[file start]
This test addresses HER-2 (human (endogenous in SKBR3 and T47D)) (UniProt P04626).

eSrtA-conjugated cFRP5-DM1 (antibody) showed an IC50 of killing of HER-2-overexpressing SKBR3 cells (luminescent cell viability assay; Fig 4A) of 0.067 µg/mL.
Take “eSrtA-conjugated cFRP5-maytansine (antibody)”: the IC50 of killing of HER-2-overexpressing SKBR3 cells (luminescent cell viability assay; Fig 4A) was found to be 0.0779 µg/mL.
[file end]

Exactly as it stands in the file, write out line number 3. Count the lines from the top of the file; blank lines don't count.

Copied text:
Take “eSrtA-conjugated cFRP5-maytansine (antibody)”: the IC50 of killing of HER-2-overexpressing SKBR3 cells (luminescent cell viability assay; Fig 4A) was found to be 0.0779 µg/mL.